In the first rehearsal, I laid out the game plan for how we were moving forward. I wanted everyone to be clear that I had thought this through, so I stated the specifics of how we would work and I stated that this would require being okay with things being awkward at times. My hope was that they could push through the stuff that seemed to be coming out of nowhere in order to eventually understand the context that I was framing. I brought this game plan forward only with the desire to serve the whole in the best way I knew how. I was problem solving. Creative problem solving albeit, but nonetheless, every action that I was taking both in my work on the “script” and with rehearsals, was to solve the problem of time. This may be the first time I have felt this way in a creative endeavor and truth be told, I am both proud and conflicted about that. Why be conflicted about being a problem solver? Problem solving is usually a great skill to have and use, but in the case of making ‘Art’ (or something of beauty), problem solving can be deleterious to that end. Argue with me about this, I invite you, I dare you, I welcome you, too. I am not sending the problem solver in me into exile, but a week later, I noticed the ensemble was feeling unmotivated, strange, and something was not jiving. When we unpacked the problem, it was clear that this was not the way to sustainably move forward in our work. We also made the decision not to open the show at the end of April so that the ensemble could meet on better terms to rehearse. So, I have made the decision to retire the theory (at least for myself) that the work we do can be done via members Skyping in and participating in rehearsals as an outside eye or otherwise. It was very much worth the trials and testing, and we learned a great deal from it. I will, however, lay this one to rest with much relief.

The deal is, we have been adapting, recycling, and reusing work for the past two years. The beautiful thing is that we are turning a new page entirely with Jerome Yorke leading a project that is to begin at the end of July. While adapting “Terra Incognita” into a three-woman piece will certainly require new work, original ideas, and a new framework, I do not believe it is able to be anything other than a pure ensemble-devised piece; the ensemble is unwilling to give one person ultimate creative power. Of course, this might be different if  Arianne Mnouchkine, Julie Taymor, or any other notable director were to approach us and say “I want to direct this piece!” Then we would be quite willing to say “Yes, here it is. Do with it what you will!” I say this, because the aforementioned directors have a known aesthetic, process, and credibility that is exciting to bow down to. I am not self-deprecating, but merely honest, when I say that I do not have this authority within the ensemble. Neither is it my prerogative to act as such at this time, or in this specific project. We all are emerging together, developing together, building something together through this adaptation—and that makes it an ensemble work. When I reflect on this process, it may have been more worthwhile of my time to act as a kind of playwright/dramaturg if I wanted to participate in the creative evolution of the piece. This is a lesson well-learned.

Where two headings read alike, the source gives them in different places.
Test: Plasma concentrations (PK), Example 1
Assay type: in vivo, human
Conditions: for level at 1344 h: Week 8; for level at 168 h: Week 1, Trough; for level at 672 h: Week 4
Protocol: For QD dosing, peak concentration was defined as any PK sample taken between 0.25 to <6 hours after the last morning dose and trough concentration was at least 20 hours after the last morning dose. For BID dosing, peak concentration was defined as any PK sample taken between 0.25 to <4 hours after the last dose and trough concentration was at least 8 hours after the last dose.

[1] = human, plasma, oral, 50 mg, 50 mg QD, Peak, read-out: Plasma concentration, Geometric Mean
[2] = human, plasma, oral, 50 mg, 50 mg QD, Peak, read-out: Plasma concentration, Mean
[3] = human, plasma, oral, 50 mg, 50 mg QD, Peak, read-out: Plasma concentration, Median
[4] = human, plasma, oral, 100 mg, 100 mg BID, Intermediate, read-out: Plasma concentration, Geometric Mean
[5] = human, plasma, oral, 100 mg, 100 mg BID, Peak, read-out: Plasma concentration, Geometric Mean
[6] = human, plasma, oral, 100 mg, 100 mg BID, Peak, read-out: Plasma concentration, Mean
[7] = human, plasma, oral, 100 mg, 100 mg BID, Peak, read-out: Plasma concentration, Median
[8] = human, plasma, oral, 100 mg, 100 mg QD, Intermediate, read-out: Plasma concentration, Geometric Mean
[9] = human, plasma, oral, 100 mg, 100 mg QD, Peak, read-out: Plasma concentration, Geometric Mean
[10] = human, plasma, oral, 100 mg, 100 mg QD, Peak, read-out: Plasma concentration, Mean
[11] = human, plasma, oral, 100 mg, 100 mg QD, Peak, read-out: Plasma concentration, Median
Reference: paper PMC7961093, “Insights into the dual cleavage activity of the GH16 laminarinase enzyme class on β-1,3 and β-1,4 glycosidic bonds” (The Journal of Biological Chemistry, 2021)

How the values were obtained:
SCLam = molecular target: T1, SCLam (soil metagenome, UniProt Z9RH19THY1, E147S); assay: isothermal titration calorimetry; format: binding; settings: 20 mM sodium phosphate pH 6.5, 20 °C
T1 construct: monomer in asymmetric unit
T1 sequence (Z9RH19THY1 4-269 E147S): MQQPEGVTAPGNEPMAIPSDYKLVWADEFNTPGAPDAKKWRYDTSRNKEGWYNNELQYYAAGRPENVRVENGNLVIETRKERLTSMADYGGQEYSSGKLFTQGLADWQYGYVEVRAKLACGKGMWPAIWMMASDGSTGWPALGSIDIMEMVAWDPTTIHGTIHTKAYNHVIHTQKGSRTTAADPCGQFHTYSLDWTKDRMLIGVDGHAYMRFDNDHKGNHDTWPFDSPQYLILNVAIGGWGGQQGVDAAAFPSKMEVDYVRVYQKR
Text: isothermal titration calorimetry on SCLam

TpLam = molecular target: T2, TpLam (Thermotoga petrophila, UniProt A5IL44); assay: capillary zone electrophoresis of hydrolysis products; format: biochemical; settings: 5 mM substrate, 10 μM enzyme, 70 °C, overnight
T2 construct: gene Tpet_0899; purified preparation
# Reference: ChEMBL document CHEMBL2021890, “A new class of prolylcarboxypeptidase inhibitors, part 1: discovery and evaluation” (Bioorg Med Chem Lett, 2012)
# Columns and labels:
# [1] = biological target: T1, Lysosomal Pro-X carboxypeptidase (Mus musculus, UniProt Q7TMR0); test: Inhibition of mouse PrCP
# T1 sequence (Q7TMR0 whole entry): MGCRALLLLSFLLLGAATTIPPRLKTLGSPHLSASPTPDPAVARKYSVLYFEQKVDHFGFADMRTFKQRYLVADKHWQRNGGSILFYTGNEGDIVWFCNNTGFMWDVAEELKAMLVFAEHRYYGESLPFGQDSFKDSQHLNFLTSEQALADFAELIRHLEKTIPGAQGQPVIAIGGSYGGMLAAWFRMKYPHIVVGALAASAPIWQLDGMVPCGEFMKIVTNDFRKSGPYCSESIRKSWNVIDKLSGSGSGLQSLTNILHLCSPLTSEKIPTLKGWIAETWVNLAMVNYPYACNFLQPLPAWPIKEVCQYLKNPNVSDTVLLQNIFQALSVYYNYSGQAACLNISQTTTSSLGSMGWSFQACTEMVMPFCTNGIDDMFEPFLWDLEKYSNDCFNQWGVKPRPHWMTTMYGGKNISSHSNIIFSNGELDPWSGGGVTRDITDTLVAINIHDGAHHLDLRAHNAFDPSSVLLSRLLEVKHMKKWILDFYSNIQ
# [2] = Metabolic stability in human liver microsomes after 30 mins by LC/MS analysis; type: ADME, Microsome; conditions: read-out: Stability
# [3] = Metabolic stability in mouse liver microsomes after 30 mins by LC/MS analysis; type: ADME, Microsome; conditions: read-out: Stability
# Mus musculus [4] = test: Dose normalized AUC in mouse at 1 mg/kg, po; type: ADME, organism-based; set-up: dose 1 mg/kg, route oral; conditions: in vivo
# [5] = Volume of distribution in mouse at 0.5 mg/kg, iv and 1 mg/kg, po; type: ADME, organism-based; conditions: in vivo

So we postponed opening in May and rehearsals still continue. I have shifted my role as director to creative consultant and outside eye. This adaptation in many ways is really a vehicle for so many other lessons that we are learning as a company. I am continually grateful for the grace and bond that I have with all of the members of UpLift. My energy and attention in the next couple months will be focused on bringing our newest ensemble member out of my womb and into the world, and I could not have asked for better company or family. In early June, my partner, Steve, and I are going to become parents. Many predict that it will just fly out of me and start doing cartwheels. Whatever it does, it will be the most sacred of creative endeavors that I will possibly ever undertake in this life.